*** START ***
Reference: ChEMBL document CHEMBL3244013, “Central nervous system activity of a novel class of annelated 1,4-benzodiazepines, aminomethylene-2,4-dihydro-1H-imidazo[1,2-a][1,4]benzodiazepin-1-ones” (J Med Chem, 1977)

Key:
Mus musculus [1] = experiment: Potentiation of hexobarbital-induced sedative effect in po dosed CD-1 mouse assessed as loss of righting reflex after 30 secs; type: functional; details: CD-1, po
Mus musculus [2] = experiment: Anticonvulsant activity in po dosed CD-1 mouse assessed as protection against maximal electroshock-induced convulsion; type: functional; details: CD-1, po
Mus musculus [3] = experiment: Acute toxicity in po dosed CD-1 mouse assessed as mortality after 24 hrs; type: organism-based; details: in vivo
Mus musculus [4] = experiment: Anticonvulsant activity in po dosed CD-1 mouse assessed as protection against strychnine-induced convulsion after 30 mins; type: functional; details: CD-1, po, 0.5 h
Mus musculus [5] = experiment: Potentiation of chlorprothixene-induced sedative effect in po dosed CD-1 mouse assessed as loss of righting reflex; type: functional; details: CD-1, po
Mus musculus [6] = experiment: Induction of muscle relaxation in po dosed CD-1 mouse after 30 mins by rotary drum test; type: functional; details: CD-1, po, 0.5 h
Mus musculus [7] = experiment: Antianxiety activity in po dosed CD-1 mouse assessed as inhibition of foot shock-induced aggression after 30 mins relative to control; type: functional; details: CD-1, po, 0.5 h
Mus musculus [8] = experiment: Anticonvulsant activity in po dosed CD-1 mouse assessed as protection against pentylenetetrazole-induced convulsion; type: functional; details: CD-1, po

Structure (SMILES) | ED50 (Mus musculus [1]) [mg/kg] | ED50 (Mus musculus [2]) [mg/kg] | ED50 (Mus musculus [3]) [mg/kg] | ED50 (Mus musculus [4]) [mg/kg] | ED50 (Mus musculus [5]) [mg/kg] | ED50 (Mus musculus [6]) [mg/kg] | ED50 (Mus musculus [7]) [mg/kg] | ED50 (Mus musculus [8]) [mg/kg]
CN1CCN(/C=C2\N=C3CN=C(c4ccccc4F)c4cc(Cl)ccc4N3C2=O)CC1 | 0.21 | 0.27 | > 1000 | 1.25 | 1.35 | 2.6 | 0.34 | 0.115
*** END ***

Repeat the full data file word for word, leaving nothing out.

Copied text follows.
Reference: ChEMBL document CHEMBL3244013, “Central nervous system activity of a novel class of annelated 1,4-benzodiazepines, aminomethylene-2,4-dihydro-1H-imidazo[1,2-a][1,4]benzodiazepin-1-ones” (J Med Chem, 1977)

Key:
Mus musculus [1] = experiment: Potentiation of hexobarbital-induced sedative effect in po dosed CD-1 mouse assessed as loss of righting reflex after 30 secs; type: functional; details: CD-1, po
Mus musculus [2] = experiment: Anticonvulsant activity in po dosed CD-1 mouse assessed as protection against maximal electroshock-induced convulsion; type: functional; details: CD-1, po
Mus musculus [3] = experiment: Acute toxicity in po dosed CD-1 mouse assessed as mortality after 24 hrs; type: organism-based; details: in vivo
Mus musculus [4] = experiment: Anticonvulsant activity in po dosed CD-1 mouse assessed as protection against strychnine-induced convulsion after 30 mins; type: functional; details: CD-1, po, 0.5 h
Mus musculus [5] = experiment: Potentiation of chlorprothixene-induced sedative effect in po dosed CD-1 mouse assessed as loss of righting reflex; type: functional; details: CD-1, po
Mus musculus [6] = experiment: Induction of muscle relaxation in po dosed CD-1 mouse after 30 mins by rotary drum test; type: functional; details: CD-1, po, 0.5 h
Mus musculus [7] = experiment: Antianxiety activity in po dosed CD-1 mouse assessed as inhibition of foot shock-induced aggression after 30 mins relative to control; type: functional; details: CD-1, po, 0.5 h
Mus musculus [8] = experiment: Anticonvulsant activity in po dosed CD-1 mouse assessed as protection against pentylenetetrazole-induced convulsion; type: functional; details: CD-1, po

Structure (SMILES) | ED50 (Mus musculus [1]) [mg/kg] | ED50 (Mus musculus [2]) [mg/kg] | ED50 (Mus musculus [3]) [mg/kg] | ED50 (Mus musculus [4]) [mg/kg] | ED50 (Mus musculus [5]) [mg/kg] | ED50 (Mus musculus [6]) [mg/kg] | ED50 (Mus musculus [7]) [mg/kg] | ED50 (Mus musculus [8]) [mg/kg]
CN1CCN(/C=C2\N=C3CN=C(c4ccccc4F)c4cc(Cl)ccc4N3C2=O)CC1 | 0.21 | 0.27 | > 1000 | 1.25 | 1.35 | 2.6 | 0.34 | 0.115